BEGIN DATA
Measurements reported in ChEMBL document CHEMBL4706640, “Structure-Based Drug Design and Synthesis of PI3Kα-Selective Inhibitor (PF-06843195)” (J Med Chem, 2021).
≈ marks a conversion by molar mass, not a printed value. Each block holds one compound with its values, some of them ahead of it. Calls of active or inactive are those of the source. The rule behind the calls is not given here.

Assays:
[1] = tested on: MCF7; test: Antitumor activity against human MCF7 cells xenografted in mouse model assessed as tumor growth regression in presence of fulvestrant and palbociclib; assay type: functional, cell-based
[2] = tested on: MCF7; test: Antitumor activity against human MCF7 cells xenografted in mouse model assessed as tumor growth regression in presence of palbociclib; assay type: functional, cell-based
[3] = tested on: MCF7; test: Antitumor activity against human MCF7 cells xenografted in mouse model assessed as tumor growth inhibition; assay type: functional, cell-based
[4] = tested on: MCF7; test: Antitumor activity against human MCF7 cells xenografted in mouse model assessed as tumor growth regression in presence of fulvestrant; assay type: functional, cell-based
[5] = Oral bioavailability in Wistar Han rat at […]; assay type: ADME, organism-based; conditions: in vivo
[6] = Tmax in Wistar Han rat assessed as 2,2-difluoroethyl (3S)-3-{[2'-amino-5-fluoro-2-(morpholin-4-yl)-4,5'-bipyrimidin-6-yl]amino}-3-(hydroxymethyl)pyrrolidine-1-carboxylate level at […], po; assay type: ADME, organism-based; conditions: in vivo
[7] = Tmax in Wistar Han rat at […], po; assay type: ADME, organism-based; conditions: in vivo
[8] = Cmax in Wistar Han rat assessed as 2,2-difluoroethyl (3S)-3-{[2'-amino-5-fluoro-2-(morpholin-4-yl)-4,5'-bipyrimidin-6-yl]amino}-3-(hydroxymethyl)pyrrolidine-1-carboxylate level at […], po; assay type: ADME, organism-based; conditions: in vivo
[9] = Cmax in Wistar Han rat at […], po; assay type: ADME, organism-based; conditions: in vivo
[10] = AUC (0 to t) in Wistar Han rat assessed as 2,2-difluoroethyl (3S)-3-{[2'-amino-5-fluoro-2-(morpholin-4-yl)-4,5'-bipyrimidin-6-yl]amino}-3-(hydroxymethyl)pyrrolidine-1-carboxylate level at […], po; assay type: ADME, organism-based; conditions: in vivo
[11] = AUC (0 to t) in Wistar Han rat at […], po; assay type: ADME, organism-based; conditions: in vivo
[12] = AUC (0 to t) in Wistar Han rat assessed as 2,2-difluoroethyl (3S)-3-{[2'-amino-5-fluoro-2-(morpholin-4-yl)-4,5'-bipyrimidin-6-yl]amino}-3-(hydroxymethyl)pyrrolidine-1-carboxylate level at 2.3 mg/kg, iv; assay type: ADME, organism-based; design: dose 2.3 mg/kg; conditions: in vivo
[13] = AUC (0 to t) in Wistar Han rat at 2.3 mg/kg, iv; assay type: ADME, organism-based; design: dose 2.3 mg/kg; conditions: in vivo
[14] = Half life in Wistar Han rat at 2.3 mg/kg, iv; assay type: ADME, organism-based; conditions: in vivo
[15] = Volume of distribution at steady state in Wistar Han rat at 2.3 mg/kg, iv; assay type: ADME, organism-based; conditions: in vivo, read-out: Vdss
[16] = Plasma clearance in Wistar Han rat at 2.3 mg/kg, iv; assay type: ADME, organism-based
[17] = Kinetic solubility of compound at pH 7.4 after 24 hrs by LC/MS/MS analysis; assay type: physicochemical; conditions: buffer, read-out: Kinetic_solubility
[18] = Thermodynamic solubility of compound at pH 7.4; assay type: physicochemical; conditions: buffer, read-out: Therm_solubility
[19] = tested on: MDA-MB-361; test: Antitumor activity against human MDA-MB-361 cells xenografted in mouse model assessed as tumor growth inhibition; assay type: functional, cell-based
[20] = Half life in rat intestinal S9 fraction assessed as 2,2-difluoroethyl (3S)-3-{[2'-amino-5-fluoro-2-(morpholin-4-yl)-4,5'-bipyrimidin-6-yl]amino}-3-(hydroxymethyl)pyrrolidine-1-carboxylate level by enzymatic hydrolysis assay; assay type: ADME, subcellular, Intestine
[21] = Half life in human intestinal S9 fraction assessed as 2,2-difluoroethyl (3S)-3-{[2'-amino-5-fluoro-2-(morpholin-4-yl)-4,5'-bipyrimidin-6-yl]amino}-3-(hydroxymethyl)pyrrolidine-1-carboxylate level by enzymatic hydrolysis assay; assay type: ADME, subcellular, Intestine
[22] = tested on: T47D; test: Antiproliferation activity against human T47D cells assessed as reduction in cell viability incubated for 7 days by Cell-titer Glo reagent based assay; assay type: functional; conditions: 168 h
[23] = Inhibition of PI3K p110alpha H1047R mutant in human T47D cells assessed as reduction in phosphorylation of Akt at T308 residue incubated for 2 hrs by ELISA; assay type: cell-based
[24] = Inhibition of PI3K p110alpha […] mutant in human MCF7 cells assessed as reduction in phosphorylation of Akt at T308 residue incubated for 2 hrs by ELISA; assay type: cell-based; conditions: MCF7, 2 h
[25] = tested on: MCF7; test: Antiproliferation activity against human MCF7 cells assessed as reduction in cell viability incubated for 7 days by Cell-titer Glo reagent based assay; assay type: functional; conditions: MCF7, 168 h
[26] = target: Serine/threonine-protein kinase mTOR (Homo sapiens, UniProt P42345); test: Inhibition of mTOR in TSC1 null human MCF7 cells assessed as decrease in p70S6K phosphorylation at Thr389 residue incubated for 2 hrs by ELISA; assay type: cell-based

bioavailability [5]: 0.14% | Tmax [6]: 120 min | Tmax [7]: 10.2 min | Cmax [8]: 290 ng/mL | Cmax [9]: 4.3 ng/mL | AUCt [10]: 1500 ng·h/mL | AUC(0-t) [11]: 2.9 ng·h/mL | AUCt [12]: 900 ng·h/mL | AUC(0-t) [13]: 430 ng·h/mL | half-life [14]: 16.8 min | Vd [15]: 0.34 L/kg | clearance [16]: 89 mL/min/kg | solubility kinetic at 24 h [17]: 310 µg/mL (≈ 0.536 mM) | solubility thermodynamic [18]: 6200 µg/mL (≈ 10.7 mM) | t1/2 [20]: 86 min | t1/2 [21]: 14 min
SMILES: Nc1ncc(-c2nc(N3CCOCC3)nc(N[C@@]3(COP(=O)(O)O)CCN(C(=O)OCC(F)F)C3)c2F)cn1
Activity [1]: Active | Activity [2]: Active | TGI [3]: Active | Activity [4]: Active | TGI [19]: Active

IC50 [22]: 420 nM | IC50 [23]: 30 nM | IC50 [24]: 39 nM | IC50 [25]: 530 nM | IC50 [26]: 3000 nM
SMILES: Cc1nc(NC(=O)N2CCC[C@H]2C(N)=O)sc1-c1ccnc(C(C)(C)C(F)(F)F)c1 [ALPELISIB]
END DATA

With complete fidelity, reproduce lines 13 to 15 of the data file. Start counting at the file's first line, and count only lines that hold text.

[10] = AUC (0 to t) in Wistar Han rat assessed as 2,2-difluoroethyl (3S)-3-{[2'-amino-5-fluoro-2-(morpholin-4-yl)-4,5'-bipyrimidin-6-yl]amino}-3-(hydroxymethyl)pyrrolidine-1-carboxylate level at […], po; assay type: ADME, organism-based; conditions: in vivo
[11] = AUC (0 to t) in Wistar Han rat at […], po; assay type: ADME, organism-based; conditions: in vivo
[12] = AUC (0 to t) in Wistar Han rat assessed as 2,2-difluoroethyl (3S)-3-{[2'-amino-5-fluoro-2-(morpholin-4-yl)-4,5'-bipyrimidin-6-yl]amino}-3-(hydroxymethyl)pyrrolidine-1-carboxylate level at 2.3 mg/kg, iv; assay type: ADME, organism-based; design: dose 2.3 mg/kg; conditions: in vivo